Artifacts of Human Trafficking Art Installation


There are just some things we don’t talk about…

Baylor University’s Diana R. Garland School of Social Work presents: 
Artifacts of Human Trafficking

And you’re so numb by that point, no, not even numb-that’s not the right word, you’re gone, you’re soulless.  They own you, but not just your body, they own who you are, the deepest parts of you. –Anonymous

We invite you to shine a light into the darkness through art as we explore the pervasive sex trafficking industry in the United States through Artifacts of Human Trafficking, an installation created by Austin artist, Amie Stone King, with accompanying juried, 2-D mixed media works from artists around the world based on the themes of desperation, isolation and deceit.

Soft opening: Feb. 12
Free and open to the public:  Feb. 12 - Mar. 16, Mon. – Fri., 8-5 p.m.

Visitors to the exhibit should call one of the posted numbers on the front door to enter the GSSW building at 811 Washington Ave. The exhibit is located in the open area on the second floor, just up the escalators.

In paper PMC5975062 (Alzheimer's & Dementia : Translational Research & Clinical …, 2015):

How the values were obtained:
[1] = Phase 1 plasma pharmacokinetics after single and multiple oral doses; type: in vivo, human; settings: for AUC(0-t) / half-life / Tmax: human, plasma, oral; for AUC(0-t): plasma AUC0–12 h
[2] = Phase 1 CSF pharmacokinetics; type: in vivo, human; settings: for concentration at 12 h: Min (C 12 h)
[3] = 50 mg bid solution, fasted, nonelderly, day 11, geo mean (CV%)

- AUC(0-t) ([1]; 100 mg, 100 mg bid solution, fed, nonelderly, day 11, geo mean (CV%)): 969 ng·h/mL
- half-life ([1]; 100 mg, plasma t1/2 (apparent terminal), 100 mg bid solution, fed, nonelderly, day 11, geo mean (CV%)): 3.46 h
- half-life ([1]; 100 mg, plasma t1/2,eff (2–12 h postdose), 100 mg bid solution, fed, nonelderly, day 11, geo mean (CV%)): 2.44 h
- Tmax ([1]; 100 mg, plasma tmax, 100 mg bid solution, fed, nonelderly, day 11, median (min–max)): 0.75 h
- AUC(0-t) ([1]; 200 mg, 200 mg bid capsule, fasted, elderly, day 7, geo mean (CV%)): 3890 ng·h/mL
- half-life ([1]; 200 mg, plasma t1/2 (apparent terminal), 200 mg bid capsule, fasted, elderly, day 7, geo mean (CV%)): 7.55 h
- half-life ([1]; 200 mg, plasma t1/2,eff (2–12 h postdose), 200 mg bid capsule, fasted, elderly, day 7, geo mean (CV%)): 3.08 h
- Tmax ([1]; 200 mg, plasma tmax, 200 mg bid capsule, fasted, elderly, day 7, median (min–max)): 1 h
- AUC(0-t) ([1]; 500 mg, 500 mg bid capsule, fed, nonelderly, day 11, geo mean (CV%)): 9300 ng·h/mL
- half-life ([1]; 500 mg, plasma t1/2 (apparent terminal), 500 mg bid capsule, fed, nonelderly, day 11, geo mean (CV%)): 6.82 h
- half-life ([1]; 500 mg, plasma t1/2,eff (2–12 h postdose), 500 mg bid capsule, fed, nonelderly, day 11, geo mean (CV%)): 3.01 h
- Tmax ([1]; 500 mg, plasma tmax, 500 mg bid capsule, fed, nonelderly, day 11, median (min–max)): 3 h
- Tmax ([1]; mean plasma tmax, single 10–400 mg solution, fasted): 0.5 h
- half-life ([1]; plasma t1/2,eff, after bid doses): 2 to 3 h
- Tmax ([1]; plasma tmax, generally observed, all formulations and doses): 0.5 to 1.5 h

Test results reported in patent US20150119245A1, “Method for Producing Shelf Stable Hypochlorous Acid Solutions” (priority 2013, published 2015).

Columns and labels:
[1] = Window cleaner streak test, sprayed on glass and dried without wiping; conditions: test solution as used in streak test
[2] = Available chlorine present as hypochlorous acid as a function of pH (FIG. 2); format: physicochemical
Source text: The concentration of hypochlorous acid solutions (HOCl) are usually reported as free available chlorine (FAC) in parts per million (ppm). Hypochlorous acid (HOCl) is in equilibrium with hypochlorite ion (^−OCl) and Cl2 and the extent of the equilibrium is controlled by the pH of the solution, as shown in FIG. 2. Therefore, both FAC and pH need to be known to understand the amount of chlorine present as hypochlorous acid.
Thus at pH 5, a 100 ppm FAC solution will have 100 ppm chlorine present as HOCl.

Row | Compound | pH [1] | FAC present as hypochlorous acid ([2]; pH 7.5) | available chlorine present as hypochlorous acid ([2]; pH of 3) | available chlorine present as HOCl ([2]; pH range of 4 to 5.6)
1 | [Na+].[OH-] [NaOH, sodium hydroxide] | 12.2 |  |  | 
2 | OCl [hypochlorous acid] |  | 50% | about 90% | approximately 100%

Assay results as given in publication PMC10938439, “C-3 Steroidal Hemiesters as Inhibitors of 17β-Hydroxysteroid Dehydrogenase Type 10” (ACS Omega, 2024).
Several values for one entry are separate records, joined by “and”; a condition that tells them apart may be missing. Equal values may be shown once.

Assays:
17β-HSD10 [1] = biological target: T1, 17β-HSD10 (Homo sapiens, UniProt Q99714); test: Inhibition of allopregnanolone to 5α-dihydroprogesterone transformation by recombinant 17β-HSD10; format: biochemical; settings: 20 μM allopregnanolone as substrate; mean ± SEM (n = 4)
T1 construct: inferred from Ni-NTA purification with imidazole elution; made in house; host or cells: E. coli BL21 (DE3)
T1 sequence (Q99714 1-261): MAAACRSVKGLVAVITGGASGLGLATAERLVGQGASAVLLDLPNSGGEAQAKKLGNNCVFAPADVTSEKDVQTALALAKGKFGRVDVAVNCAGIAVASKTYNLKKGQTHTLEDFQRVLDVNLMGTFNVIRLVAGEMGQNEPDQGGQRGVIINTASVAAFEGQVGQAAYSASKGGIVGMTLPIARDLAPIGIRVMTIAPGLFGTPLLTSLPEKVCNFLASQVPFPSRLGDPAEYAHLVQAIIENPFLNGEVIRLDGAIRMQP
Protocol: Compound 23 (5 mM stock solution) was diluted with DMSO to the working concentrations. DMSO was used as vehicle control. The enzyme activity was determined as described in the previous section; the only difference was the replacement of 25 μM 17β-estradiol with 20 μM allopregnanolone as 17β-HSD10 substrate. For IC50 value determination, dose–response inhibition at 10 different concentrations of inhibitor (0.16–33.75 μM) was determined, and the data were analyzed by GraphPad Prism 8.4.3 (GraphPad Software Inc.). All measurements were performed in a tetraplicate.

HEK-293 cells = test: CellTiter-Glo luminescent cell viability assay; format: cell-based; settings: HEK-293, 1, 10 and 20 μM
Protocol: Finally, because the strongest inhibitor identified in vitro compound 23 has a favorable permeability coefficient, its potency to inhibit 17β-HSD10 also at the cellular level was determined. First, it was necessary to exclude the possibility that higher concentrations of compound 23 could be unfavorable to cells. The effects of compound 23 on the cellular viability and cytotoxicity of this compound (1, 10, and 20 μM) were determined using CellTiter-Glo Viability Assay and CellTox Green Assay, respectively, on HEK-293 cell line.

Details will be posted at a later date regarding the artist reception.


“Whether we want to admit it or not, people are bought, sold and smuggled like modern-day slaves right here in Waco, not in just far-away places,” Dean Jon Singletary said.  “As social workers and educators, we must not remain silent about this injustice; we must work to eradicate it. We are proud to partner with Amie Stone King to bring awareness to the scourge that is human trafficking. While educating professionals for leadership and service is the heart of our mission, we know the arts inspire us and shape our responses to social problems such as trafficking. The arts help in the process of educating for social justice, and this exhibit is a beautiful example of that.”

More About Amie Stone King
Interested in collage and installation art and trained in drama, King’s works display a certain theatricality, inviting the viewer to not only look but to participate with mind, body and spirit.  King holds a BFA in Theatre and MA in Art Museum Education from the University of Texas at Austin.

Artist’s Statement:  My goal with this project is to open a door through art, encouraging people to consider the physical, emotional and spiritual impact of sex-slavery while spotlighting the deep and distorted realities of this pervasive industry, empowering the public to shine a light into the darkness and not be afraid to look.

“Art walks a fine line when dealing with a taboo subject.  How do you welcome people into a space, call them to action through emotion and then leave them equipped with the tools needed to be part of the solution?” King said.